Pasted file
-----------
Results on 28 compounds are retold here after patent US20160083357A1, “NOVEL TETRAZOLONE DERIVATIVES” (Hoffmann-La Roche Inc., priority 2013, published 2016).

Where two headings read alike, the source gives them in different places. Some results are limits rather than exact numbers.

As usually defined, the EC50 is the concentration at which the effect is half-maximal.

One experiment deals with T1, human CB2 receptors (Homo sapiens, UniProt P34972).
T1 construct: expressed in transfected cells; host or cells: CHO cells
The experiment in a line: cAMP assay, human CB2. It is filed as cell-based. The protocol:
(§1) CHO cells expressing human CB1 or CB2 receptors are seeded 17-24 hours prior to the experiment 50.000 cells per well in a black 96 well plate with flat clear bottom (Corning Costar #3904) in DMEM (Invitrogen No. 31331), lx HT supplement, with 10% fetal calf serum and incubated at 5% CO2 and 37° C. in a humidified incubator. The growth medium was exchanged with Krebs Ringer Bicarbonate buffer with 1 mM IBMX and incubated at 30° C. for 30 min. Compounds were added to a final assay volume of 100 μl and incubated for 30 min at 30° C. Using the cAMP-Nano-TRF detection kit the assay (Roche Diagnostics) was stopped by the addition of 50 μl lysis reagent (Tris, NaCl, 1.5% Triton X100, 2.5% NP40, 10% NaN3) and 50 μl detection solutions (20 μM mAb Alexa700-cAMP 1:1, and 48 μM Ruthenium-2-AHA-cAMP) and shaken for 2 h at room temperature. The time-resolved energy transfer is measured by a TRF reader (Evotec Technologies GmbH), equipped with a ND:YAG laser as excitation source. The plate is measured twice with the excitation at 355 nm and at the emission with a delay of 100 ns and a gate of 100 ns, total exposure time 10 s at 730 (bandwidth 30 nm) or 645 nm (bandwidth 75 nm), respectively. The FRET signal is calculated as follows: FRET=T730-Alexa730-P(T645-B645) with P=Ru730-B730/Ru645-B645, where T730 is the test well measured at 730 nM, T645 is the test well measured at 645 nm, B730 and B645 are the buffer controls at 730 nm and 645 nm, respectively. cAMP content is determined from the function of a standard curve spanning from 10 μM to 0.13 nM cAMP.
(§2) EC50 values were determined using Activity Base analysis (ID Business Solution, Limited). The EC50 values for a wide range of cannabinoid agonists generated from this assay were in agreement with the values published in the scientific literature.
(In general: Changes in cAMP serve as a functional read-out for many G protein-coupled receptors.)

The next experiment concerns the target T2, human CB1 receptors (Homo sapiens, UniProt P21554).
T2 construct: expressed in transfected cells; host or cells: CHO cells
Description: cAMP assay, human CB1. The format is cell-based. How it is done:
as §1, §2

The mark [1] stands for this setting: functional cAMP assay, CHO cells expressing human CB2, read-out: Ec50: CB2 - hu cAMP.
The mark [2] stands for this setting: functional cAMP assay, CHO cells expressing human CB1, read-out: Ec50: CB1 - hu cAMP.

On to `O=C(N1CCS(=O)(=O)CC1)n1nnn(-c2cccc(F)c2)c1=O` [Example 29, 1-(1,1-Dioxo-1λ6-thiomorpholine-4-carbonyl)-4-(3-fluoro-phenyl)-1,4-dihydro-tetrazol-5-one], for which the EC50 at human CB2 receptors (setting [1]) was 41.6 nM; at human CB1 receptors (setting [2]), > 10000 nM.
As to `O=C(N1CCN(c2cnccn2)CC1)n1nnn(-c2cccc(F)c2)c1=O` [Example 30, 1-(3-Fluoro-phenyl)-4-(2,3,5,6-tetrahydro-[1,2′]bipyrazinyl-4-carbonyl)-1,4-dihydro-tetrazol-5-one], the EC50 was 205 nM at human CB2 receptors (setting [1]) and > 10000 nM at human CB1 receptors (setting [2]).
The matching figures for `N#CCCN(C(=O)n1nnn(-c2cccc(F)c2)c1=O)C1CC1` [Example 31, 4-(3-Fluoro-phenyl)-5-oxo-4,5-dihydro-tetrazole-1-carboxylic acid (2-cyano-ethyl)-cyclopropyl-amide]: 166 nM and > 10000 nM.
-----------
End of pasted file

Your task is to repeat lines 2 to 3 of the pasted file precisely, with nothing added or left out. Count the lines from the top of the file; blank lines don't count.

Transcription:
Where two headings read alike, the source gives them in different places. Some results are limits rather than exact numbers.

As usually defined, the EC50 is the concentration at which the effect is half-maximal.